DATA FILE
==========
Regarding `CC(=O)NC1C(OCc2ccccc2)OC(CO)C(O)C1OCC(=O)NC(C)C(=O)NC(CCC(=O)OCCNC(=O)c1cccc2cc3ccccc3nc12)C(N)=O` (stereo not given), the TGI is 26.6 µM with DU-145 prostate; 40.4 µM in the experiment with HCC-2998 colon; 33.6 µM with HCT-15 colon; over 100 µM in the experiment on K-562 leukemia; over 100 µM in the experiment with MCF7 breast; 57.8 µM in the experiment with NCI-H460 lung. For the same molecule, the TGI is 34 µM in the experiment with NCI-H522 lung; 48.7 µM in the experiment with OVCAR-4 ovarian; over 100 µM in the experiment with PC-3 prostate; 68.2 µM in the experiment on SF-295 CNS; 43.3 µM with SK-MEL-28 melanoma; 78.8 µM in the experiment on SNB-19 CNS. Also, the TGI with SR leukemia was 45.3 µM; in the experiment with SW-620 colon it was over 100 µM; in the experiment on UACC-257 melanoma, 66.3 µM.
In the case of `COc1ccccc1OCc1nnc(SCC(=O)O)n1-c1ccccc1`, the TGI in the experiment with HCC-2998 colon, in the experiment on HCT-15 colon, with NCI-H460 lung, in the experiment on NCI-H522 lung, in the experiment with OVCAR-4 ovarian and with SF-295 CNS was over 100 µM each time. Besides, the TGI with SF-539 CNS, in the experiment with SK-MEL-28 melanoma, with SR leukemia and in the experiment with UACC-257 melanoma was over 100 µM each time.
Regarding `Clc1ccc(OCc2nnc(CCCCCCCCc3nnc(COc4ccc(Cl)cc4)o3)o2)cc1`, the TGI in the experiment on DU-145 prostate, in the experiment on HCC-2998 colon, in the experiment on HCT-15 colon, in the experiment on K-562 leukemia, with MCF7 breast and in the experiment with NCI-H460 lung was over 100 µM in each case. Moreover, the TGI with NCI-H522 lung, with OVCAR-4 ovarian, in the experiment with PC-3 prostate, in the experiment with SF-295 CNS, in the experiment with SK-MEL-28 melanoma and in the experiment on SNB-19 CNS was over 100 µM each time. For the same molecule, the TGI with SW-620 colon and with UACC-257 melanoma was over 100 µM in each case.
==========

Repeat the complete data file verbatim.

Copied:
Regarding `CC(=O)NC1C(OCc2ccccc2)OC(CO)C(O)C1OCC(=O)NC(C)C(=O)NC(CCC(=O)OCCNC(=O)c1cccc2cc3ccccc3nc12)C(N)=O` (stereo not given), the TGI is 26.6 µM with DU-145 prostate; 40.4 µM in the experiment with HCC-2998 colon; 33.6 µM with HCT-15 colon; over 100 µM in the experiment on K-562 leukemia; over 100 µM in the experiment with MCF7 breast; 57.8 µM in the experiment with NCI-H460 lung. For the same molecule, the TGI is 34 µM in the experiment with NCI-H522 lung; 48.7 µM in the experiment with OVCAR-4 ovarian; over 100 µM in the experiment with PC-3 prostate; 68.2 µM in the experiment on SF-295 CNS; 43.3 µM with SK-MEL-28 melanoma; 78.8 µM in the experiment on SNB-19 CNS. Also, the TGI with SR leukemia was 45.3 µM; in the experiment with SW-620 colon it was over 100 µM; in the experiment on UACC-257 melanoma, 66.3 µM.
In the case of `COc1ccccc1OCc1nnc(SCC(=O)O)n1-c1ccccc1`, the TGI in the experiment with HCC-2998 colon, in the experiment on HCT-15 colon, with NCI-H460 lung, in the experiment on NCI-H522 lung, in the experiment with OVCAR-4 ovarian and with SF-295 CNS was over 100 µM each time. Besides, the TGI with SF-539 CNS, in the experiment with SK-MEL-28 melanoma, with SR leukemia and in the experiment with UACC-257 melanoma was over 100 µM each time.
Regarding `Clc1ccc(OCc2nnc(CCCCCCCCc3nnc(COc4ccc(Cl)cc4)o3)o2)cc1`, the TGI in the experiment on DU-145 prostate, in the experiment on HCC-2998 colon, in the experiment on HCT-15 colon, in the experiment on K-562 leukemia, with MCF7 breast and in the experiment with NCI-H460 lung was over 100 µM in each case. Moreover, the TGI with NCI-H522 lung, with OVCAR-4 ovarian, in the experiment with PC-3 prostate, in the experiment with SF-295 CNS, in the experiment with SK-MEL-28 melanoma and in the experiment on SNB-19 CNS was over 100 µM each time. For the same molecule, the TGI with SW-620 colon and with UACC-257 melanoma was over 100 µM in each case.